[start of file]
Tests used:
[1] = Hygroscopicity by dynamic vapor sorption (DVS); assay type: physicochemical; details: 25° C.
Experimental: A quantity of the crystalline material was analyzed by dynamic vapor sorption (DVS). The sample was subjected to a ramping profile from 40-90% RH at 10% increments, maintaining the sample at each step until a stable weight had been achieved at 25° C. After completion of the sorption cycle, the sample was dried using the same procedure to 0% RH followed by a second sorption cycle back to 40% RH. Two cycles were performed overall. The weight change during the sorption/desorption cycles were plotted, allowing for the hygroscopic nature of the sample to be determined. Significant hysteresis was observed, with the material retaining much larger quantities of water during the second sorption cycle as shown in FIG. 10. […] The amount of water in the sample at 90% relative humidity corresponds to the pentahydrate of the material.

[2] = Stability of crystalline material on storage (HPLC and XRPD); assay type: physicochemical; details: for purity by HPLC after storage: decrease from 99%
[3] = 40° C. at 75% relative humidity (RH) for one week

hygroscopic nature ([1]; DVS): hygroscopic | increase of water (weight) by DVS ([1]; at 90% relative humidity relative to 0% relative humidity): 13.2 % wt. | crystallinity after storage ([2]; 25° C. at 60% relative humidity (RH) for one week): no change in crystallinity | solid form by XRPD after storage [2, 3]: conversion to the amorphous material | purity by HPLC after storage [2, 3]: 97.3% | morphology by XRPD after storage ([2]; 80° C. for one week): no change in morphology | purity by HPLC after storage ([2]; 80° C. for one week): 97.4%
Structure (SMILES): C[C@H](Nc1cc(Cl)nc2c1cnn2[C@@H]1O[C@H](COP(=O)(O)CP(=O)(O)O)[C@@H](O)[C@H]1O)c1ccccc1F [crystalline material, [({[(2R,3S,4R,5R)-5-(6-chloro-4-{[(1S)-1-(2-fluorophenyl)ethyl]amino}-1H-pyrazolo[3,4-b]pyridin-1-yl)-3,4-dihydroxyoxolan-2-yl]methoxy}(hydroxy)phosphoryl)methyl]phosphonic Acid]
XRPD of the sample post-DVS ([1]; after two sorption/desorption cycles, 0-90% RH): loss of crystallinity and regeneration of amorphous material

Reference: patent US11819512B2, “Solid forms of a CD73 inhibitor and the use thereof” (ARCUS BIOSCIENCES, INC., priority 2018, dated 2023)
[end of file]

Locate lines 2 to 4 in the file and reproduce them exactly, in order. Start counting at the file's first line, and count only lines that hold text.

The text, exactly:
[1] = Hygroscopicity by dynamic vapor sorption (DVS); assay type: physicochemical; details: 25° C.
Experimental: A quantity of the crystalline material was analyzed by dynamic vapor sorption (DVS). The sample was subjected to a ramping profile from 40-90% RH at 10% increments, maintaining the sample at each step until a stable weight had been achieved at 25° C. After completion of the sorption cycle, the sample was dried using the same procedure to 0% RH followed by a second sorption cycle back to 40% RH. Two cycles were performed overall. The weight change during the sorption/desorption cycles were plotted, allowing for the hygroscopic nature of the sample to be determined. Significant hysteresis was observed, with the material retaining much larger quantities of water during the second sorption cycle as shown in FIG. 10. […] The amount of water in the sample at 90% relative humidity corresponds to the pentahydrate of the material.

[2] = Stability of crystalline material on storage (HPLC and XRPD); assay type: physicochemical; details: for purity by HPLC after storage: decrease from 99%